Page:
By Michael Erman and Ankur Banerjee
(Reuters) – The U.S. government will pay nearly $2 billion to buy enough of a COVID-19 vaccine being developed by Pfizer Inc <PFE.N> and German biotech BioNTech SE <22UAy.F> to innoculate 50 million people if it proves to be safe and effective, the companies said on Wednesday.
The contract for 100 million doses of the vaccine amounts to a $39 price tag for what is likely to be a two-dose course of treatment.
The contract is the most the United States has agreed to spend on a vaccine, although previous deals with other vaccine makers were intended to also help pay for development costs.
Pfizer and BioNTech will not receive any money from the government unless their vaccine succeeds in large clinical trials and can be successfully manufactured, according to a Pfizer spokeswoman.
Under the agreement, the government would also have an option to procure an additional 500 million doses. Pfizer said the price for the additional doses would be negotiated separately if the U.S. orders them.
The vaccine, if successful, will be made available to Americans at no cost, although their health insurance may be charged, the U.S. department of Health and Human Services (HHS) said.
Pfizer Chief Executive Albert Bourla has said the company intends to make a profit on the vaccine. He has also said that spending its own money, rather than government money to develop the vaccine should help speed the process.
Pfizer hopes to start its pivotal late-stage trial of the vaccine as early as next week, pending regulatory approvals, Chief Scientific Officer Mikael Dolsten said in an interview.
“We’re already starting to the process of allocating vaccine vials to a variety of different clinical sites in the U.S. and elsewhere,” Dolsten said. “We’re looking at the map and getting good advice from the CDC. Where do we have the greatest incidence of COVID-19 disease?”
Vaccine trials are more efficient if conducted in areas where high rates of active infection are prevelant.
The vaccine has already shown promise in early-stage small studies in humans, producing the type of neutralizing antibodies needed to fight the virus. In those trials, subjects received two doses of the vaccine.
The Pfizer/BioNTech candidate is one of the most advanced of over 150 vaccines being developed against COVID-19, which has claimed more than 600,000 lives globally and crippled economies.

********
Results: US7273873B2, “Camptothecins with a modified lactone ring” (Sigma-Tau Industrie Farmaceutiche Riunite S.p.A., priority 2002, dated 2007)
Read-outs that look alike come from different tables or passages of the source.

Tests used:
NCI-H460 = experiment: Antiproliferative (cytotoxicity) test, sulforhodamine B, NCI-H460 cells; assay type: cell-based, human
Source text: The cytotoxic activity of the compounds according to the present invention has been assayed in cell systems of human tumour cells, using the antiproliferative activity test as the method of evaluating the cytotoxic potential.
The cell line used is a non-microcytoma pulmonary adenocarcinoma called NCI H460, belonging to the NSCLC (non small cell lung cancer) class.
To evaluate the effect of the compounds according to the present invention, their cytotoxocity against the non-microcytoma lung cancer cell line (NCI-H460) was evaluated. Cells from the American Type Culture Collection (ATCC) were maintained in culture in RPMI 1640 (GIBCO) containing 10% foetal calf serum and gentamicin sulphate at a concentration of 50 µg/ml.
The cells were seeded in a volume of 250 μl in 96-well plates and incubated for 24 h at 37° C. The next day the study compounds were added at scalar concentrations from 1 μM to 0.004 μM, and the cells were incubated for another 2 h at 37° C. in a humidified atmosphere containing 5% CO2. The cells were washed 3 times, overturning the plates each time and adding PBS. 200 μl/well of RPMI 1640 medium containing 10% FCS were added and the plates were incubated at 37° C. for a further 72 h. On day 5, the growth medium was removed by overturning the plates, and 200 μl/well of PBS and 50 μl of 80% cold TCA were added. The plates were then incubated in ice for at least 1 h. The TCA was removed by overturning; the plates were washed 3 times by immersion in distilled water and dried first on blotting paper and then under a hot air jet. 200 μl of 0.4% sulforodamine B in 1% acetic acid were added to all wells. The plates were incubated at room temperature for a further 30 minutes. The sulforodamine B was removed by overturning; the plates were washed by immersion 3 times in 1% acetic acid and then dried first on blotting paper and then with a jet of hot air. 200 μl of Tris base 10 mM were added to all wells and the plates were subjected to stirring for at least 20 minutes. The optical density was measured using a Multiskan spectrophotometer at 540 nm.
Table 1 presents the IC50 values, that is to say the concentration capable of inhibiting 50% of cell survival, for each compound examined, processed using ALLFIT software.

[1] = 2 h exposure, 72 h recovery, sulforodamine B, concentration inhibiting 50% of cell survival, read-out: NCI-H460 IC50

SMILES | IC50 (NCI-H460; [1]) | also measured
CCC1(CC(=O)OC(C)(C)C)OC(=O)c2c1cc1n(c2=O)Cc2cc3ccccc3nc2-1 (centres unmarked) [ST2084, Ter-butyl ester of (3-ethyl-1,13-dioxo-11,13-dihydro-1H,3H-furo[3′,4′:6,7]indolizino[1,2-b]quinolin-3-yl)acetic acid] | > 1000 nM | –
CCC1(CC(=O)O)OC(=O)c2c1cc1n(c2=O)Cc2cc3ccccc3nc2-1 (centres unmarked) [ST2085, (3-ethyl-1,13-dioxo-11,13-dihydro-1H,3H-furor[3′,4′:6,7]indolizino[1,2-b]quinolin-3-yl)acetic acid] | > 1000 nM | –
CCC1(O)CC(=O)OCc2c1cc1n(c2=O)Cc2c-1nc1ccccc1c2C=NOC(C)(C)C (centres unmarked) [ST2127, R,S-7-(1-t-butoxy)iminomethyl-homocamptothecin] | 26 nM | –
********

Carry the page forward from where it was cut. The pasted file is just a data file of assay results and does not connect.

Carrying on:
The vaccine utilizes the chemical messenger RNA to instruct cells to make proteins that mimic the surface of the coronavirus, which the immune system sees as a foreign invader and mounts an attack. Although the technology has been around for years, there has never been an approved messenger RNA (mRNA)vaccine.
The Trump administration has agreed to spend billions of dollars for the development and procurement of potential vaccines under its Operation Warp Speed program.
The aim is to produce vaccines that can end the pandemic by protecting billions of people from infection or severe illness, and governments have signed deals with drugmakers to secure supplies of various candidates. Whether any will succeed remains far from clear.
Other vaccine makers that have signed deals to receive U.S. government funding for their efforts include Moderna Inc <MRNA.O>, AstraZeneca Plc <AZN.L> and Novavax Inc <NVAX.O>.
Pfizer said it will deliver the doses if the product receives emergency use authorization or U.S. approval as early as October after demonstrating safety and efficacy in a large Phase III clinical trial involving up to 30,000 subjects.
Pfizer and BioNTech currently expect to manufacture up to 100 million doses globally by the end of 2020, and potentially more than 1.3 billion doses by the end of 2021, subject to final dose selection from their clinical trial.
On Monday, the companies agreed to supply the United Kingdom with 30 million doses of the vaccine candidate, but did not disclose a price.
Pfizer shares were up nearly 5%, while BioNTech’s U.S.-listed shares were up 13%.
(Reporting by Ankur Banerjee in Bengaluru and Michael Erman in Maplewood, N.J.; Editing by Jonathan Oatis and Bill Berkrot)